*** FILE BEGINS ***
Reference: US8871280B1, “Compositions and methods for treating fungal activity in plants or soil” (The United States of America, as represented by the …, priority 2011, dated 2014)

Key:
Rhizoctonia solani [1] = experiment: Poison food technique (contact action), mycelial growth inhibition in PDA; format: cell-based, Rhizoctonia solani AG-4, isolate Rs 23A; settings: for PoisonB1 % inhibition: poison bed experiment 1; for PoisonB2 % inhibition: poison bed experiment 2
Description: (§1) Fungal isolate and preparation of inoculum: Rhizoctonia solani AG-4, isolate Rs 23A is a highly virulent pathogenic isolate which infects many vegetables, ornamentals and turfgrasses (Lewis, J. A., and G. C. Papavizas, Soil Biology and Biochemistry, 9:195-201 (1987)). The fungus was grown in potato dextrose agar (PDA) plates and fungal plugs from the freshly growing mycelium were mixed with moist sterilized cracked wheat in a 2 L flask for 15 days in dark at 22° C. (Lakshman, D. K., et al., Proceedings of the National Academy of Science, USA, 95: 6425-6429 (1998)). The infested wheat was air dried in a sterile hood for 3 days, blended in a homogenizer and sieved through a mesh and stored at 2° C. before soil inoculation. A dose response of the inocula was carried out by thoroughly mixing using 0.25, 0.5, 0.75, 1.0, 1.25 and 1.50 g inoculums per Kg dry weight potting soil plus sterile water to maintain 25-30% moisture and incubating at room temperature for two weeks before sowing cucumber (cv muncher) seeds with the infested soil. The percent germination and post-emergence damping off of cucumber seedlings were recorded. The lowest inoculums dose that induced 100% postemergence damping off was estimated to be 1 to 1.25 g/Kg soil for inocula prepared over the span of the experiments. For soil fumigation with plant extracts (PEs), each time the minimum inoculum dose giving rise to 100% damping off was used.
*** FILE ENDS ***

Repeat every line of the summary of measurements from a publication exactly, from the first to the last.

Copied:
Reference: US8871280B1, “Compositions and methods for treating fungal activity in plants or soil” (The United States of America, as represented by the …, priority 2011, dated 2014)

Key:
Rhizoctonia solani [1] = experiment: Poison food technique (contact action), mycelial growth inhibition in PDA; format: cell-based, Rhizoctonia solani AG-4, isolate Rs 23A; settings: for PoisonB1 % inhibition: poison bed experiment 1; for PoisonB2 % inhibition: poison bed experiment 2
Description: (§1) Fungal isolate and preparation of inoculum: Rhizoctonia solani AG-4, isolate Rs 23A is a highly virulent pathogenic isolate which infects many vegetables, ornamentals and turfgrasses (Lewis, J. A., and G. C. Papavizas, Soil Biology and Biochemistry, 9:195-201 (1987)). The fungus was grown in potato dextrose agar (PDA) plates and fungal plugs from the freshly growing mycelium were mixed with moist sterilized cracked wheat in a 2 L flask for 15 days in dark at 22° C. (Lakshman, D. K., et al., Proceedings of the National Academy of Science, USA, 95: 6425-6429 (1998)). The infested wheat was air dried in a sterile hood for 3 days, blended in a homogenizer and sieved through a mesh and stored at 2° C. before soil inoculation. A dose response of the inocula was carried out by thoroughly mixing using 0.25, 0.5, 0.75, 1.0, 1.25 and 1.50 g inoculums per Kg dry weight potting soil plus sterile water to maintain 25-30% moisture and incubating at room temperature for two weeks before sowing cucumber (cv muncher) seeds with the infested soil. The percent germination and post-emergence damping off of cucumber seedlings were recorded. The lowest inoculums dose that induced 100% postemergence damping off was estimated to be 1 to 1.25 g/Kg soil for inocula prepared over the span of the experiments. For soil fumigation with plant extracts (PEs), each time the minimum inoculum dose giving rise to 100% damping off was used.